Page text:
As far as honest footballers go, Chris Savage is up there with the best.
Known for his leadership and desire to compete, the 31-year-old co-captain will go down as one of Launceston’s greatest warriors.
Savage announced his retirement on Saturday night following his side’s State League first semi-final loss to Lauderdale with his body and work commitments no longer making it easy going.
“I’ve been trying to kickoff a new business and the body takes a few extra days to get over games as well,” the defender, who has pulled on the Blues jumper more than 100 times, said.
“Sundays are a bit tough when you get stuck on the couch, Mondays you feel like you’re 100 years old walking around with some Tuesdays a bit tough too.”
Savage joined the Windsor Park club as a 15-year-old, had some years away and returned to be part of Launceston’s 2011 State League flag.
He has played more than 100 games for NTFA division 1 club Bridgenorth and rejoined the Blues when Sam Lonergan was appointed head coach in 2016 following a few seasons off.
“I left after we won the flag because of work and I lived down the coast and had a few years of not playing, but Sam called and I decided to give it another crack,” Savage said.
“In 2011 I was in the leadership group as a pretty young bloke, so to come back and be given the chance to captain is something pretty cool.
“Not too many people get to do it and at a club like Launceston which is the oldest in Tassie… is a pretty big honour.”
Savage said he believes Launceston is destined for success with the depth of talent in the ranks.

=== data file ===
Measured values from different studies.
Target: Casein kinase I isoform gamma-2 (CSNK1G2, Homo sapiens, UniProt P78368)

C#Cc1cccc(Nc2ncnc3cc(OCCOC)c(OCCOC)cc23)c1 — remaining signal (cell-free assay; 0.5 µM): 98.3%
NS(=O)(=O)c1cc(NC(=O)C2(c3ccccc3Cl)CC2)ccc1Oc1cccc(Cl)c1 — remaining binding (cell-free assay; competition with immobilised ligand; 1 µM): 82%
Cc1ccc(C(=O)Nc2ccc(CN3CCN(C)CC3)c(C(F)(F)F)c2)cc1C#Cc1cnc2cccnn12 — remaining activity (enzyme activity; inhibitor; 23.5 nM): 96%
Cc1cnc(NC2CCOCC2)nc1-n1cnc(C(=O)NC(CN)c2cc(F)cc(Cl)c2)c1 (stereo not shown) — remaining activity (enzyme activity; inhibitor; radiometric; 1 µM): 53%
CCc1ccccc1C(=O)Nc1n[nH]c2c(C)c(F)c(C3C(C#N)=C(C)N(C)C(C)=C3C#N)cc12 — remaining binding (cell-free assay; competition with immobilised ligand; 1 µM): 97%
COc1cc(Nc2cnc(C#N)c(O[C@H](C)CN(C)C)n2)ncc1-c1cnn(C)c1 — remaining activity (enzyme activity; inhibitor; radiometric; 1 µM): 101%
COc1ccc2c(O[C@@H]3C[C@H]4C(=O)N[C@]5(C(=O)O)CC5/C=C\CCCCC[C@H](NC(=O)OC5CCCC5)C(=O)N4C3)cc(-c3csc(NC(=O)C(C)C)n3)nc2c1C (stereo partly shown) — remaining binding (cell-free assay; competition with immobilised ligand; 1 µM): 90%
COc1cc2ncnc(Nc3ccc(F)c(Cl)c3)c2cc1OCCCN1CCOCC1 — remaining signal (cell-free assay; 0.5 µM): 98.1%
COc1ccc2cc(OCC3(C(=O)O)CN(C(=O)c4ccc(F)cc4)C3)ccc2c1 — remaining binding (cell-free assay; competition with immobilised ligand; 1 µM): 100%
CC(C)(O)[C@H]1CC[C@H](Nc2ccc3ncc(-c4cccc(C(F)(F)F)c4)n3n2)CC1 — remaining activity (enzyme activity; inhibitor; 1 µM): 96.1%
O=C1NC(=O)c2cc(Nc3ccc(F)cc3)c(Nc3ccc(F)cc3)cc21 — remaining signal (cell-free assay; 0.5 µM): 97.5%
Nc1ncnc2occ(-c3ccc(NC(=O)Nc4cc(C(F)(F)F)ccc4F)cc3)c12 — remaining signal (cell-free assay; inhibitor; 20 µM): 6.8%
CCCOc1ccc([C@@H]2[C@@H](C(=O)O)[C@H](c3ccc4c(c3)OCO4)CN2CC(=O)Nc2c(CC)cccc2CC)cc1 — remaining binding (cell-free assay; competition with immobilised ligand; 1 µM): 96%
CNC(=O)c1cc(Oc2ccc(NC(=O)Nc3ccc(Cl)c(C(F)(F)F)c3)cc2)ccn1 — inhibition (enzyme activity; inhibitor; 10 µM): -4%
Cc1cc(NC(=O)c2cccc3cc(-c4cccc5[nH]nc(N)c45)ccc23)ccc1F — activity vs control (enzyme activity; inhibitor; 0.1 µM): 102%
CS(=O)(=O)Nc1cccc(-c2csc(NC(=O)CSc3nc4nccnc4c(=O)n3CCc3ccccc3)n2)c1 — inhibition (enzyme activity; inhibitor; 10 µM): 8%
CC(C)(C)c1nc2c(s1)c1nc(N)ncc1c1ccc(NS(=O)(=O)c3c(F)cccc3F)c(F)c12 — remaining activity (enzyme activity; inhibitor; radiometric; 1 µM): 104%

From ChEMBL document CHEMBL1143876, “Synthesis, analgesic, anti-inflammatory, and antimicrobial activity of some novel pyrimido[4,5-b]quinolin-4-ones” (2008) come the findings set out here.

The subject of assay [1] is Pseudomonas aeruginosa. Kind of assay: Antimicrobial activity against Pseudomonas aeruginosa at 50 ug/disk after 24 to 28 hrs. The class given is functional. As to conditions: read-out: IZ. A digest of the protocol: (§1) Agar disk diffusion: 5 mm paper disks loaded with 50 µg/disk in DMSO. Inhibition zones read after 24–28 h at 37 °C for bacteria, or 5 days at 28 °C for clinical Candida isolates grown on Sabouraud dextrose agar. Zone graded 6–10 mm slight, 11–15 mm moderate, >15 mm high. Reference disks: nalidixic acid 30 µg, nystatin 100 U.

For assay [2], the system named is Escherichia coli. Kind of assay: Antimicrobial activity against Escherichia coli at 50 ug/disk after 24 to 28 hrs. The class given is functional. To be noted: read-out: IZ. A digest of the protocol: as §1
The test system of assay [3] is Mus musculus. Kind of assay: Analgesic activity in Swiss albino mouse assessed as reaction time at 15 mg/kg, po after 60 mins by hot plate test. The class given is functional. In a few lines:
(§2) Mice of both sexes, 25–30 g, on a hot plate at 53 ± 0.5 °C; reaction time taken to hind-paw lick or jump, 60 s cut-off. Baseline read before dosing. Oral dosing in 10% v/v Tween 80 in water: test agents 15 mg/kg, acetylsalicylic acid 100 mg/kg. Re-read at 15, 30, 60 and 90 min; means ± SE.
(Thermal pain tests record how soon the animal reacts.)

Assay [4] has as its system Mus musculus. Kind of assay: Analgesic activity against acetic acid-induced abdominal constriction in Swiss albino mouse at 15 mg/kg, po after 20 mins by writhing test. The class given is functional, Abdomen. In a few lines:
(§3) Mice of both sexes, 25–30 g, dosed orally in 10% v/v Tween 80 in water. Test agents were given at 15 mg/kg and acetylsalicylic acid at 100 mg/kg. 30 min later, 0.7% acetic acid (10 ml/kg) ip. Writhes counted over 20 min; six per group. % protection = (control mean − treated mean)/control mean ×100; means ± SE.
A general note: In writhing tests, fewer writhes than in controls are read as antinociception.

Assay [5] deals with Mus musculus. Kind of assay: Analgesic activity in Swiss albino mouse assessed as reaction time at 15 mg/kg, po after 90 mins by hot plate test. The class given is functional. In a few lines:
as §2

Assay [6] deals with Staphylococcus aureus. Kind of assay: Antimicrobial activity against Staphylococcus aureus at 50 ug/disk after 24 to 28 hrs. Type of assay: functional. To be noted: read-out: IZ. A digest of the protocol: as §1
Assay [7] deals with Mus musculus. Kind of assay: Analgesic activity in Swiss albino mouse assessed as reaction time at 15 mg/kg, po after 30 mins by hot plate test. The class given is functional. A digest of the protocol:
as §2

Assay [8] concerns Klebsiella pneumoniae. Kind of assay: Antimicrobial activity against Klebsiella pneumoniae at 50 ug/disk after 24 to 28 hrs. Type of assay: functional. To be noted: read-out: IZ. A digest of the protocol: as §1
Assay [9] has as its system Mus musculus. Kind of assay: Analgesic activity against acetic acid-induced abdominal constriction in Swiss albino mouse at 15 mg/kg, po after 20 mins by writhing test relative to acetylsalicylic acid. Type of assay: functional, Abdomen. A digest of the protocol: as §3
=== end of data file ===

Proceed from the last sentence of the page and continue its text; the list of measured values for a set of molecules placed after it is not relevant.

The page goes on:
The Blues finished eighth in 2016 with four wins and 14 losses, made a preliminary final last year and finished the home and away season in third this season.
“Not just on the ground, but off the ground the club is very strong which makes it a lot easier for players and coaching staff,” he said.
“There are a huge number of volunteers at the club, which a lot of other TSL clubs don’t have… but to see the group of guys we have now with under 50 games experience, there is some great talent amongst them.
“And if you can keep a lot of them together if could really be fruitful once they get between that 50 to 100 games barrier.
“There are a lot of guys in the development league that could be running round in seniors at other clubs.”
Savage said his playing days are done, however, he would like to play some role at the Blues into the future.
“Chris and I went to kindergarten together so there is an emotional attachment for me personally invested in him and it is always hard to lose someone like the calibre of a person he is,” Lonergan said.
“We are grateful to have had him over the past few years because the way he leads and communicates out on the field is first-class.
“He will be sorely missed but won’t be lost to our footy club.”
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